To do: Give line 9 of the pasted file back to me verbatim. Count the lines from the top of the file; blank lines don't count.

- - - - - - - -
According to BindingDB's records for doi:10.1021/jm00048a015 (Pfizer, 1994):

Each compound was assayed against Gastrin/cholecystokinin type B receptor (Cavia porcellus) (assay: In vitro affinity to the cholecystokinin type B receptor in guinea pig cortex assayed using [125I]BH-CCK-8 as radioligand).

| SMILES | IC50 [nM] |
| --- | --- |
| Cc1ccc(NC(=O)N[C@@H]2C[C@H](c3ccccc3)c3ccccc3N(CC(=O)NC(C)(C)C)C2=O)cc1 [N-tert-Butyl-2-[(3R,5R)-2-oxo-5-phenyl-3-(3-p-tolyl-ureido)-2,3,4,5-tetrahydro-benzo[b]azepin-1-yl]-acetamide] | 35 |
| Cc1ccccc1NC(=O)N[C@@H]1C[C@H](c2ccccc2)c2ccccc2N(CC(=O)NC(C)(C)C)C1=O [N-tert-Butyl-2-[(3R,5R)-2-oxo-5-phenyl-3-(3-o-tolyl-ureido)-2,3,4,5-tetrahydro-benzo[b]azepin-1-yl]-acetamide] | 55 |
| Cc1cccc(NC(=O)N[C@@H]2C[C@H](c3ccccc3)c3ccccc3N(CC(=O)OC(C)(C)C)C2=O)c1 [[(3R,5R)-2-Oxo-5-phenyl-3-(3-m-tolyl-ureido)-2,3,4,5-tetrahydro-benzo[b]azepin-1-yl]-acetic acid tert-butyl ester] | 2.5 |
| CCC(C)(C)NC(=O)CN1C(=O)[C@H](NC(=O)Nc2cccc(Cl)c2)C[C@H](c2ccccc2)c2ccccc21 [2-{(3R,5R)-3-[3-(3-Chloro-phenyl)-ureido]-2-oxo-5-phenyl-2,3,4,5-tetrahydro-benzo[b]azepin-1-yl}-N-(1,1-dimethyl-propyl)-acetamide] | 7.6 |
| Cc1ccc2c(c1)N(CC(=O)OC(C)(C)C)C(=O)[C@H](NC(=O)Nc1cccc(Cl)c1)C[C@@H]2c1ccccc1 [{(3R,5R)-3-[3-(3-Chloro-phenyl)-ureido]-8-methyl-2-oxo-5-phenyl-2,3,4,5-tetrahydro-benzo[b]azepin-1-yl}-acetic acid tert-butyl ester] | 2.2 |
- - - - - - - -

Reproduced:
| Cc1ccc2c(c1)N(CC(=O)OC(C)(C)C)C(=O)[C@H](NC(=O)Nc1cccc(Cl)c1)C[C@@H]2c1ccccc1 [{(3R,5R)-3-[3-(3-Chloro-phenyl)-ureido]-8-methyl-2-oxo-5-phenyl-2,3,4,5-tetrahydro-benzo[b]azepin-1-yl}-acetic acid tert-butyl ester] | 2.2 |